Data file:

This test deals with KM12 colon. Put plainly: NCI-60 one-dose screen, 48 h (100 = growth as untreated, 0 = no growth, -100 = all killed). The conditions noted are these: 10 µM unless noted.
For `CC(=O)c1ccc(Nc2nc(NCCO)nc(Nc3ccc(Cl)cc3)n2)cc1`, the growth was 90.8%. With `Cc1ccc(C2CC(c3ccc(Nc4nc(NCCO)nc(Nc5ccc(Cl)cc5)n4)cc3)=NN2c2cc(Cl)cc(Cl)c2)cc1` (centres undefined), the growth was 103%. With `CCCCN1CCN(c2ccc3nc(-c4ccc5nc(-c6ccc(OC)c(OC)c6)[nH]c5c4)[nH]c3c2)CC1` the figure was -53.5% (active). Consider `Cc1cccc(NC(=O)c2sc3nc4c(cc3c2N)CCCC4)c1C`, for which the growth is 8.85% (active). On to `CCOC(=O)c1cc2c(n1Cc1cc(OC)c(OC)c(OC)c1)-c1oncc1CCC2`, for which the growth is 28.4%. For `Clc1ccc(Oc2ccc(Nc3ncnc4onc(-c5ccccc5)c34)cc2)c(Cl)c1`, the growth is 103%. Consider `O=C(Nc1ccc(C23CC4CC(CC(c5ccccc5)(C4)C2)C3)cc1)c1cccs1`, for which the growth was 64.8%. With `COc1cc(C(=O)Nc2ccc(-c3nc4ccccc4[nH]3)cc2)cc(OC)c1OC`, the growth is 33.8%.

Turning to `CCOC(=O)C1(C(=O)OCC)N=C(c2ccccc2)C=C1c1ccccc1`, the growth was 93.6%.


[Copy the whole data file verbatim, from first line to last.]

This test deals with KM12 colon. Put plainly: NCI-60 one-dose screen, 48 h (100 = growth as untreated, 0 = no growth, -100 = all killed). The conditions noted are these: 10 µM unless noted.
For `CC(=O)c1ccc(Nc2nc(NCCO)nc(Nc3ccc(Cl)cc3)n2)cc1`, the growth was 90.8%. With `Cc1ccc(C2CC(c3ccc(Nc4nc(NCCO)nc(Nc5ccc(Cl)cc5)n4)cc3)=NN2c2cc(Cl)cc(Cl)c2)cc1` (centres undefined), the growth was 103%. With `CCCCN1CCN(c2ccc3nc(-c4ccc5nc(-c6ccc(OC)c(OC)c6)[nH]c5c4)[nH]c3c2)CC1` the figure was -53.5% (active). Consider `Cc1cccc(NC(=O)c2sc3nc4c(cc3c2N)CCCC4)c1C`, for which the growth is 8.85% (active). On to `CCOC(=O)c1cc2c(n1Cc1cc(OC)c(OC)c(OC)c1)-c1oncc1CCC2`, for which the growth is 28.4%. For `Clc1ccc(Oc2ccc(Nc3ncnc4onc(-c5ccccc5)c34)cc2)c(Cl)c1`, the growth is 103%. Consider `O=C(Nc1ccc(C23CC4CC(CC(c5ccccc5)(C4)C2)C3)cc1)c1cccs1`, for which the growth was 64.8%. With `COc1cc(C(=O)Nc2ccc(-c3nc4ccccc4[nH]3)cc2)cc(OC)c1OC`, the growth is 33.8%.

Turning to `CCOC(=O)C1(C(=O)OCC)N=C(c2ccccc2)C=C1c1ccccc1`, the growth was 93.6%.